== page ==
LES MOUCHES with the TIN STAR BAND , ANOTHER BLUE DOOR and the SYNDICATE at the Silver Dollar, June 26. Tickets: $6. Attendance: 40. Rating: NNN Rating: NNN
You worry a bit about a rock band that has to keep telling the audience to shut up. That's why my heart went out to Les Mouches during their super-intense set last Thursday at the Silver Dollar . They're the new noise-art indie project of Hidden Camera violin warrior Owen Pallett , From Fiction skins-basher Rob Gordon and guitarist Matt Smith , but it seemed like a fair portion of the crowd took the band's name (which means "the Flies' en français) seriously, treating their tunes as an annoyance to swat away rather than a focus-worthy performance.
But Les Mouches are worth listening to. Their deconstructed songs fall into the grey area between experimental free jazz, hushed indie rock lullabies and Sonic Youth-style noise-rawk freakouts. The structures are unconventional, chucking the comfort of head-nodding verse-chorus-verse for something more akin to weather systems. Pallett starts from silence, shoring up tissue-thin layers of brittle acoustic fingerpicking and breathy vocals.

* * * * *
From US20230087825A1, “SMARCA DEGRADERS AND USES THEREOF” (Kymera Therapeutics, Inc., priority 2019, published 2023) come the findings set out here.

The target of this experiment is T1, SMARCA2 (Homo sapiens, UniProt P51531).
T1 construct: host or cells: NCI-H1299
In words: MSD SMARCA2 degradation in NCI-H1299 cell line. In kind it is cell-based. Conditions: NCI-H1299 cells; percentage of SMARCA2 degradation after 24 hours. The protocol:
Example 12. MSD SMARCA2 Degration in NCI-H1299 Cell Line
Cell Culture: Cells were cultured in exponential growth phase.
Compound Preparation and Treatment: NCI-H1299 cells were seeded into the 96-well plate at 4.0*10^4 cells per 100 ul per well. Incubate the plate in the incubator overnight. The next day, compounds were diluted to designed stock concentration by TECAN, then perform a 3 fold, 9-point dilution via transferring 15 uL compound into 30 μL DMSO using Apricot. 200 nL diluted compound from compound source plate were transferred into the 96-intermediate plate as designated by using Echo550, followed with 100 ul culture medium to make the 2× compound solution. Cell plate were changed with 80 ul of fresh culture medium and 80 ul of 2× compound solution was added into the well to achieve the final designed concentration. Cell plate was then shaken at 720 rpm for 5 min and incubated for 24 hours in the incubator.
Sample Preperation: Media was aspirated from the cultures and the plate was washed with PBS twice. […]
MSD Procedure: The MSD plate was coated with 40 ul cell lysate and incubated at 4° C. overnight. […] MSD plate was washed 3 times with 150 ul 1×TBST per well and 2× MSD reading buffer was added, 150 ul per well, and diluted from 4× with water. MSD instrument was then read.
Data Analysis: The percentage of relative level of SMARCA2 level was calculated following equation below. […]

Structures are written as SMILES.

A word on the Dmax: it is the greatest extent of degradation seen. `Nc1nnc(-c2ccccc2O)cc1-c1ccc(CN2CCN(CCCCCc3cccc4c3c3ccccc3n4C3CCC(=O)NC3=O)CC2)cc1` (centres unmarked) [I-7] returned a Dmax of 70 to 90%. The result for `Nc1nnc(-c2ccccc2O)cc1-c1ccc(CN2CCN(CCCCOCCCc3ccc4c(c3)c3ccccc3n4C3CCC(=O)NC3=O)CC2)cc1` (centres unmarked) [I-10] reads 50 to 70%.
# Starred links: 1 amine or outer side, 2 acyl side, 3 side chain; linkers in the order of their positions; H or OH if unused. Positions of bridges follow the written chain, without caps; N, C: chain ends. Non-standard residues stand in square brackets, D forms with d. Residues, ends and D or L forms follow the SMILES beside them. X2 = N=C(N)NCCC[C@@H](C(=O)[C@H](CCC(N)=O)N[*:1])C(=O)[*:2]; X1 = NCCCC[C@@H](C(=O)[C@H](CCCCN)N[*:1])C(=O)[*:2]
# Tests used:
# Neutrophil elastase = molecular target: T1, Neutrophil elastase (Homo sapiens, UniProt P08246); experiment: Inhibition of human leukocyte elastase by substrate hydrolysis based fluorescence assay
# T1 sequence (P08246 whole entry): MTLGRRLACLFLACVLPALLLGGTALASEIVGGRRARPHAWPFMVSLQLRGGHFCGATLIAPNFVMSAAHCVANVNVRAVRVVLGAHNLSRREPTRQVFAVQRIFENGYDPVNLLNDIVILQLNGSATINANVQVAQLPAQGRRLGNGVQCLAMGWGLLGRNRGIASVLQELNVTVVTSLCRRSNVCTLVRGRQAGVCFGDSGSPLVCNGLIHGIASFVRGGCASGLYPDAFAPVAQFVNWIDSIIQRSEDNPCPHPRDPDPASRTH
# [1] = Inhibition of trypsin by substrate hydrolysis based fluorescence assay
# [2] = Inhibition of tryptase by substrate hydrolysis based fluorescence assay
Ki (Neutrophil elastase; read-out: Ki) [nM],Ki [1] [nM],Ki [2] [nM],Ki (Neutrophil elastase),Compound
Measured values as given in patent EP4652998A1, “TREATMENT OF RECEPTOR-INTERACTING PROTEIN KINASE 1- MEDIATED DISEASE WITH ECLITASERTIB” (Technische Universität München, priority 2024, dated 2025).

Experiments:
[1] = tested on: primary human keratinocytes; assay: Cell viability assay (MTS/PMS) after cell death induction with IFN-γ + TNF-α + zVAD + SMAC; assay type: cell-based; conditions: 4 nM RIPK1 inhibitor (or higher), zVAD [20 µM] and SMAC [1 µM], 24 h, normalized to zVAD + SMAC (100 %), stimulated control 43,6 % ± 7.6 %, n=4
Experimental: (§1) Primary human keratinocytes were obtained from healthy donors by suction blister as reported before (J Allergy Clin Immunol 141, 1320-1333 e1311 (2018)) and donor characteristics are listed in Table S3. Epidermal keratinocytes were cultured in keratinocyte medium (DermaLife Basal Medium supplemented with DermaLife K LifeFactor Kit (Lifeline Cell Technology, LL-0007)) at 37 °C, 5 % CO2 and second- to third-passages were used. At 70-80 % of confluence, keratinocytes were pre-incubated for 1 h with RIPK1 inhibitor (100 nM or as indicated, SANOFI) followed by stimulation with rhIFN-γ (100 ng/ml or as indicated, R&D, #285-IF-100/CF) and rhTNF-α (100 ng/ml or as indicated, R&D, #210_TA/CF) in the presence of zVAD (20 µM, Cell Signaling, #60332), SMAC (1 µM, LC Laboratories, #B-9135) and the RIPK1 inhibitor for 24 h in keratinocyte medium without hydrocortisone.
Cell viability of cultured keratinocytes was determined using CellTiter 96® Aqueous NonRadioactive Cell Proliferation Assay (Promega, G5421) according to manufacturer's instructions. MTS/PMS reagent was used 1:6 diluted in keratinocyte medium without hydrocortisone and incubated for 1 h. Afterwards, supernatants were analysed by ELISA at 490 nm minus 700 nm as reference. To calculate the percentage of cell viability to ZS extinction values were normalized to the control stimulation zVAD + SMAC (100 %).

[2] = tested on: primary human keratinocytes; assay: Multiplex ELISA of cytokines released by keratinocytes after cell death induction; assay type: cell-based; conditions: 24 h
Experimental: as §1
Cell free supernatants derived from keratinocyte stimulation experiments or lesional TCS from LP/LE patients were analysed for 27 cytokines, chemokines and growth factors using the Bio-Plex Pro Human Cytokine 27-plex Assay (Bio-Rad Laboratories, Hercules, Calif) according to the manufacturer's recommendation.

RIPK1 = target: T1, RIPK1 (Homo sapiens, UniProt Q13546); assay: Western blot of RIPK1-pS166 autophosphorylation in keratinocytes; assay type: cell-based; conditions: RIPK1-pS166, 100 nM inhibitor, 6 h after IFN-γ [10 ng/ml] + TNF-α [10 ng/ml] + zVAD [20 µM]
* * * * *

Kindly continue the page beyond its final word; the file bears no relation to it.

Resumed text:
Just when you settle into the airy sweetness, the warm front collides with a high-pressure explosion of Gordon's manic drum thrashing, a sudden howl or a static-crackling burst of electric guitar feedback.
Sure, their approach can be disconcerting and disruptive, and some songs had the feel of half-finished jams. But Les Mouches' emo-evoking stylistic and dynamic interplay makes you question the act of listening itself. Those wild, jarring contrasts elucidate what sounds beautiful - and force you to ask yourself why.
Maybe that kind of eggheadish attention was too much to ask for on a sweltering night, especially since the Silver Dollar's pair of table fans did little to combat the heat.
The more straightforward bands on the bill fared slightly better, from the Tin Star Band 's sweaty back-porch rattletrap roots rock to Another Blue Door 's plugged-in indie rock, which made visions of Treble Charger circa 1993 dance in my head.
By the time NYC's queer punk Syndicate (think Sleater-Kinney with a violin) took the stage, the handful of listeners who remained were more concerned about getting pissed before last call than taking in the music.
The cute Syndicate girls and boy were not impressed.